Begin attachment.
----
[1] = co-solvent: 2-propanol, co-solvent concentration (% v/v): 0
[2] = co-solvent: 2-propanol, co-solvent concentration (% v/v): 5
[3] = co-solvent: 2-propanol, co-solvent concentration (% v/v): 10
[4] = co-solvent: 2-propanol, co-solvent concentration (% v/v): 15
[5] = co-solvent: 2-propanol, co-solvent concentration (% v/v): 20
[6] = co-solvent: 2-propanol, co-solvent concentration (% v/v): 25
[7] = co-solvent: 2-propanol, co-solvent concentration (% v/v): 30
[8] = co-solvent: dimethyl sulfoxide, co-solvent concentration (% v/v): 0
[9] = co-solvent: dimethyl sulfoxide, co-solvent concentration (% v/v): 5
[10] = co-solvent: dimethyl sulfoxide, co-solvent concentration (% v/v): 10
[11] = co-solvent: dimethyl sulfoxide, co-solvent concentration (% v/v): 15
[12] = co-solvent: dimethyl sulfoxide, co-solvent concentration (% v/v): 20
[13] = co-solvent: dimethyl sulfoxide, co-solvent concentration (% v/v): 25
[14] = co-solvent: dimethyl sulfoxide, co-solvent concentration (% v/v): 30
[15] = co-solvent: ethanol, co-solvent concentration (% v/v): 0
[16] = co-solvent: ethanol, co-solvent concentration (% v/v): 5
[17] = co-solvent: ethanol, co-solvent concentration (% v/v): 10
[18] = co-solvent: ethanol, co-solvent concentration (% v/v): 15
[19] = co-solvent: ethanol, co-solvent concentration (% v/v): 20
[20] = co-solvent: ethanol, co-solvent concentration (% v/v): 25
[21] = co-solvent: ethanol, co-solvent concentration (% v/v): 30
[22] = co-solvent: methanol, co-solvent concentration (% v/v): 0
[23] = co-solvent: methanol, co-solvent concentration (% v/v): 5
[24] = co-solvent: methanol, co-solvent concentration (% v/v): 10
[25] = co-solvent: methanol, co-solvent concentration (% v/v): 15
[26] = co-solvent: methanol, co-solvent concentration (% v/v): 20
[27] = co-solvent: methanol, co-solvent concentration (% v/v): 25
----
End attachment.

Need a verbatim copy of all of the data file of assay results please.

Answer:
[1] = co-solvent: 2-propanol, co-solvent concentration (% v/v): 0
[2] = co-solvent: 2-propanol, co-solvent concentration (% v/v): 5
[3] = co-solvent: 2-propanol, co-solvent concentration (% v/v): 10
[4] = co-solvent: 2-propanol, co-solvent concentration (% v/v): 15
[5] = co-solvent: 2-propanol, co-solvent concentration (% v/v): 20
[6] = co-solvent: 2-propanol, co-solvent concentration (% v/v): 25
[7] = co-solvent: 2-propanol, co-solvent concentration (% v/v): 30
[8] = co-solvent: dimethyl sulfoxide, co-solvent concentration (% v/v): 0
[9] = co-solvent: dimethyl sulfoxide, co-solvent concentration (% v/v): 5
[10] = co-solvent: dimethyl sulfoxide, co-solvent concentration (% v/v): 10
[11] = co-solvent: dimethyl sulfoxide, co-solvent concentration (% v/v): 15
[12] = co-solvent: dimethyl sulfoxide, co-solvent concentration (% v/v): 20
[13] = co-solvent: dimethyl sulfoxide, co-solvent concentration (% v/v): 25
[14] = co-solvent: dimethyl sulfoxide, co-solvent concentration (% v/v): 30
[15] = co-solvent: ethanol, co-solvent concentration (% v/v): 0
[16] = co-solvent: ethanol, co-solvent concentration (% v/v): 5
[17] = co-solvent: ethanol, co-solvent concentration (% v/v): 10
[18] = co-solvent: ethanol, co-solvent concentration (% v/v): 15
[19] = co-solvent: ethanol, co-solvent concentration (% v/v): 20
[20] = co-solvent: ethanol, co-solvent concentration (% v/v): 25
[21] = co-solvent: ethanol, co-solvent concentration (% v/v): 30
[22] = co-solvent: methanol, co-solvent concentration (% v/v): 0
[23] = co-solvent: methanol, co-solvent concentration (% v/v): 5
[24] = co-solvent: methanol, co-solvent concentration (% v/v): 10
[25] = co-solvent: methanol, co-solvent concentration (% v/v): 15
[26] = co-solvent: methanol, co-solvent concentration (% v/v): 20
[27] = co-solvent: methanol, co-solvent concentration (% v/v): 25